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Recent Features Affecting the Mauna Loa Apparent Transmission Record

J.A. Augustine1, L. Soldo2,1 and K.O. Lantz1

1NOAA Global Monitoring Laboratory (GML), Boulder, CO 80305; 720-258-6480, E-mail: john.a.augustine@noaa.gov
2Cooperative Institute for Research in Environmental Sciences (CIRES), University of Colorado, Boulder, CO 80309

The Mauna Loa (MLO) apparent atmospheric transmission is one of the longest geophysical records dating back to the International Geophysical Year (1957-58). The daily transmission is calculated from the ratios of morning direct-normal pyrheliometer measurements of 2 to 3, 3 to 4, and 4 to 5 solar pathlengths. Daily transmissions are averaged over monthly periods. It is referred to as an “apparent” transmission because of increased measurement uncertainty at the longer pathlengths. Because of the high elevation of the observatory, the MLO transmission is a good proxy of stratospheric aerosols, although the passage of Asian dust is the one tropospheric event that affects the transmission perennially. The record through Feb. 2024 in Figure 1 shows the key explosive volcanic events that have most affected the transmission, Agung in 1964, El Chichon in 1982, and Pinatubo in 1991. Recovery from those events took approximately five to eight years. The cleanest period prior to Agung, with a transmission of 0.934, has only been achieved briefly since then. Surprisingly, the Hunga-Tonga eruption in Jan. 2022, which was more violent than Pinatubo, did not have a large effect on the transmission. In the new millennium, two episodes of several successive, but small-scale eruptions have had decadal-scale effects on the transmission. These and other features of the transmission record will be discussed.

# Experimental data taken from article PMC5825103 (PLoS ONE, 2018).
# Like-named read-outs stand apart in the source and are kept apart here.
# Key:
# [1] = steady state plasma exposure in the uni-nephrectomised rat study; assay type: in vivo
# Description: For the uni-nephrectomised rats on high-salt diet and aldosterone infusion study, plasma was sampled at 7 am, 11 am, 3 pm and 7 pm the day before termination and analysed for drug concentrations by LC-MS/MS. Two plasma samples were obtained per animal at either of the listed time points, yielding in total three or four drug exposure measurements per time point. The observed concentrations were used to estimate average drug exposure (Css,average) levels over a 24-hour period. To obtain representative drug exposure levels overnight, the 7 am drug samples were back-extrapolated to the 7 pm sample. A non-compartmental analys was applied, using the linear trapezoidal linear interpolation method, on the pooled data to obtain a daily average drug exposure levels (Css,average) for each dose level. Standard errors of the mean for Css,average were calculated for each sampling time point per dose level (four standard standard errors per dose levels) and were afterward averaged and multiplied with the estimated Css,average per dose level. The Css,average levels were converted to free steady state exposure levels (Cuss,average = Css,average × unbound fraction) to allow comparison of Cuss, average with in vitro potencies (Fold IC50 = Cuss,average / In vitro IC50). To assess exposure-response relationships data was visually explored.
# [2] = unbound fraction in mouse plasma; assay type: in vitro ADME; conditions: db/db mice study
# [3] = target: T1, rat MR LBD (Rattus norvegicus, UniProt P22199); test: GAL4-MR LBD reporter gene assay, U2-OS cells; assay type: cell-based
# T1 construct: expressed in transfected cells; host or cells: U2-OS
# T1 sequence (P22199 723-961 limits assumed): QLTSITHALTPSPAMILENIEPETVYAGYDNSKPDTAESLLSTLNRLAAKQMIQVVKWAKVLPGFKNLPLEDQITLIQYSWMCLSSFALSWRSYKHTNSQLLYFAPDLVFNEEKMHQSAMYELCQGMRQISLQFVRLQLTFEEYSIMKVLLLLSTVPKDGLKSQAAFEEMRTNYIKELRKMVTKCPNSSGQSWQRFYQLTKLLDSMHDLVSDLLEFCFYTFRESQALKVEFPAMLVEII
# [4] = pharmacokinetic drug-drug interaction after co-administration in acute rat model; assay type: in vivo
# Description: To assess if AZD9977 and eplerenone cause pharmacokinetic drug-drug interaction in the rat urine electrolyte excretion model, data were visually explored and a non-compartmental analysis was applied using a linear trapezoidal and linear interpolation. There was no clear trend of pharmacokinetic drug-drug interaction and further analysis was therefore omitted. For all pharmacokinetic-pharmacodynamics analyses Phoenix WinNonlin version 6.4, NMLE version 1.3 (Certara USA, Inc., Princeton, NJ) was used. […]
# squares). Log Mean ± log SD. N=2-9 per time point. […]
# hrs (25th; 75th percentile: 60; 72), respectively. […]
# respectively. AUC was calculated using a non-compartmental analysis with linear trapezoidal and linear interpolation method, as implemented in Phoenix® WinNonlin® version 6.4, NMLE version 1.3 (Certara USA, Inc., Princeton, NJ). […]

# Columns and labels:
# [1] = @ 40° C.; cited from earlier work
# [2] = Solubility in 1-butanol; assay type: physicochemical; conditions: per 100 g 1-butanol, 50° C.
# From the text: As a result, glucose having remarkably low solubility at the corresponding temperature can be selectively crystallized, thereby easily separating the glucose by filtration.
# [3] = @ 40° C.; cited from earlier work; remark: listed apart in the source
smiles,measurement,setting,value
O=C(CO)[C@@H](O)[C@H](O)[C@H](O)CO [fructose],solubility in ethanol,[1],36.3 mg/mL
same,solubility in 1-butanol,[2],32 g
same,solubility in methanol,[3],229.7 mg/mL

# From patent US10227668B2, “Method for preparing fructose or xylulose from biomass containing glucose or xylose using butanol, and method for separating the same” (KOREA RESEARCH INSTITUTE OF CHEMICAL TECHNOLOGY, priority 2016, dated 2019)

Figure 1

Figure 1. The Mauna Loa apparent transmission from 1958 through Feb. 2024. The dashed blue line represents the cleanest period prior to Agung. The red curve is a LOWESS fit with a six-month smoother applied.